Literally Getting it Right
We’ve all read it and cringed at some point:
I literally died when I saw him.
I have literally nothing to wear.
It rained literally every day for a month.
Okay, so maybe – just maybe – if you live in a monsoon climate, the last one might be true; however, more likely it’s simply an exaggeration.
The first two? Clearly you didn’t actually die. And the second one could only be correct if you’d just evacuated your home in the middle of the night as it was destroyed by a fire and you’re naked in the street while all of your clothes have gone up in smoke!
Smarten up your writing – formal or informal – by avoiding this misuse. Literally means that something is true; for example, a literal translation of a document would be a translation that was accurate word for word.
If something isn’t completely true – don’t use literally. Bear in mind that the opposite of literally would be figuratively. If you want to use figurative language for effect – and we do this with metaphors all the time – then you could say: I died when I saw him.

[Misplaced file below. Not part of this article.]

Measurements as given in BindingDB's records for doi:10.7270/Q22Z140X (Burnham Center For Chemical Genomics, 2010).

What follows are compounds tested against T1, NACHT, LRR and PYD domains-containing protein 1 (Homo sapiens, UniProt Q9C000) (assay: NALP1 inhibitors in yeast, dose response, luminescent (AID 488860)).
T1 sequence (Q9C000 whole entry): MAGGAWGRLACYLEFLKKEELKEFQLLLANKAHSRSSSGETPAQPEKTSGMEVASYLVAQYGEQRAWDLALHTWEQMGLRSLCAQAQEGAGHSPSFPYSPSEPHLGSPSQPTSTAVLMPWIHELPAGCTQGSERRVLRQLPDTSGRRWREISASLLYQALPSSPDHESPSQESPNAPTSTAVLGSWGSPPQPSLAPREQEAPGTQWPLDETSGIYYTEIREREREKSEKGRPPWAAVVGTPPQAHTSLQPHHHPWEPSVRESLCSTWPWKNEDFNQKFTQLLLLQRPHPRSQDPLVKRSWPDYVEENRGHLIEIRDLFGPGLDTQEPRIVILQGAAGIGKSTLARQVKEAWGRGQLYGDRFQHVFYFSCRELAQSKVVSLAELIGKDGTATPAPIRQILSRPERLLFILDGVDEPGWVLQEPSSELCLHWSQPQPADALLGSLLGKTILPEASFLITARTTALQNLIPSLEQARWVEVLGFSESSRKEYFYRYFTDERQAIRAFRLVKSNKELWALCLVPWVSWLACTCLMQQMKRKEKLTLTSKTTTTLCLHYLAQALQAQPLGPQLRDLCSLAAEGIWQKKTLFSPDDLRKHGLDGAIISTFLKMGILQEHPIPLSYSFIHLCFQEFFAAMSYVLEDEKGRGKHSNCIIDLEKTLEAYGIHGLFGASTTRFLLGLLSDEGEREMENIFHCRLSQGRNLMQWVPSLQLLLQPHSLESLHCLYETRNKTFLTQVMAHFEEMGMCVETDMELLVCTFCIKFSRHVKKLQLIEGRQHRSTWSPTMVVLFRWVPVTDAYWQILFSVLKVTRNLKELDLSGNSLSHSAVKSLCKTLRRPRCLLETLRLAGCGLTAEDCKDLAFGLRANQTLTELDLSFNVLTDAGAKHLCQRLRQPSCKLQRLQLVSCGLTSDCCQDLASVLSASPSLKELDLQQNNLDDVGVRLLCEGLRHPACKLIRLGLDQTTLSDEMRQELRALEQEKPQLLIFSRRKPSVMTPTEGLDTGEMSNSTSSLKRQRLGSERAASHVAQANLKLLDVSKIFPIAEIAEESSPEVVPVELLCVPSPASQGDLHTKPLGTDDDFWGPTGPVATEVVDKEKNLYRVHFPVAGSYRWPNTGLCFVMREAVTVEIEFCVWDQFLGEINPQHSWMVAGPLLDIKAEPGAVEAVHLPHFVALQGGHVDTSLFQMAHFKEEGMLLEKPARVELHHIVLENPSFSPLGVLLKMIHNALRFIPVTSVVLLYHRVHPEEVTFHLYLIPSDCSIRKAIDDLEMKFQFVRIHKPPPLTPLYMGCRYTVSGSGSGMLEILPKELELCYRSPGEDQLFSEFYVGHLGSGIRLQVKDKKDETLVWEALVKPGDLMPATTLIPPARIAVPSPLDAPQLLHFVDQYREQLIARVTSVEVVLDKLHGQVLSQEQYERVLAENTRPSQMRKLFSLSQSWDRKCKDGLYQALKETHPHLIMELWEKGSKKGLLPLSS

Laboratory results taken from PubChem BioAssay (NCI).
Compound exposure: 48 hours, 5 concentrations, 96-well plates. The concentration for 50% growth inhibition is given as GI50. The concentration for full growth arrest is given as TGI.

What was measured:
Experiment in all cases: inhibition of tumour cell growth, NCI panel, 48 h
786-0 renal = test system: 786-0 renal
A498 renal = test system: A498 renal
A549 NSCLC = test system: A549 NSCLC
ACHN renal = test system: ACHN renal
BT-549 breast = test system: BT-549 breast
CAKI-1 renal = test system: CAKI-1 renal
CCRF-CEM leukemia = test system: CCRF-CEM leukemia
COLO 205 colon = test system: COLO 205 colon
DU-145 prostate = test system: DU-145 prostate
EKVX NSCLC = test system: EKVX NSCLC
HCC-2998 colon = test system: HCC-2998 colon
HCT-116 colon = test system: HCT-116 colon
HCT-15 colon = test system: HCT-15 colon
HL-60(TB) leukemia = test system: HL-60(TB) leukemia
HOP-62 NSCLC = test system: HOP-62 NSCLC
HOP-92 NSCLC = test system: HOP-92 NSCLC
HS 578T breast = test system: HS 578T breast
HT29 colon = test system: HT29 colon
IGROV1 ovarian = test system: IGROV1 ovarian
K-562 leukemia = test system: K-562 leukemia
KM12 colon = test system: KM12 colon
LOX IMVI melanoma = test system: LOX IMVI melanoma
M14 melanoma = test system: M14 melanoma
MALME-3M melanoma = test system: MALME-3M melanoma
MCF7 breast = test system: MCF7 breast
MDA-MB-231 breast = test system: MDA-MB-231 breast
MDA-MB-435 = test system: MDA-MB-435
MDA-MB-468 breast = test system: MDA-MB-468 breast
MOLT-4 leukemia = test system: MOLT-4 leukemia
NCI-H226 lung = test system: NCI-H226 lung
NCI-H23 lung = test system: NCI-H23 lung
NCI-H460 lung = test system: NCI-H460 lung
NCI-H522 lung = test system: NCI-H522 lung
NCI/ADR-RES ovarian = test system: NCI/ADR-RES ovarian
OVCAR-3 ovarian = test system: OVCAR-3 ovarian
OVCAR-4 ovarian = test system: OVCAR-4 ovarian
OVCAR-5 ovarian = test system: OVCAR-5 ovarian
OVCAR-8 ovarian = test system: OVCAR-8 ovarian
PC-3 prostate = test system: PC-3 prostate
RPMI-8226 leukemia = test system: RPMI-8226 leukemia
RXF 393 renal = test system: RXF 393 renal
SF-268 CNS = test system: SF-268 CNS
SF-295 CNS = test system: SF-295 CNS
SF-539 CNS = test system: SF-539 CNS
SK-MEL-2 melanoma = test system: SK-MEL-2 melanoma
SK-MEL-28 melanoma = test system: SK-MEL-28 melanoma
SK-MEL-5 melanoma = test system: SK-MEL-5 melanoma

It would be untrue, obviously, but you’d be using it metaphorically, rather like saying:
When he died, time stopped.
Obviously, time didn’t really stop; it just seemed that way to the writer. That’s the point of using figurative language to convey strong feelings, moods, etc. However, add in the word literally and it becomes nonsensical; you’re saying time truly stopped, which is impossible.
So how can we get it right with literally?
Use it when your sentence is completely accurate:
I’ve spent literally every evening for the past week on this project.
(Assuming that’s accurate and not an exaggeration.)
There are literally thousands of varieties of trees in the world.
Misusing literally has become so common that it’s as if people have forgotten its true – literal – meaning. Don’t fall into that trap.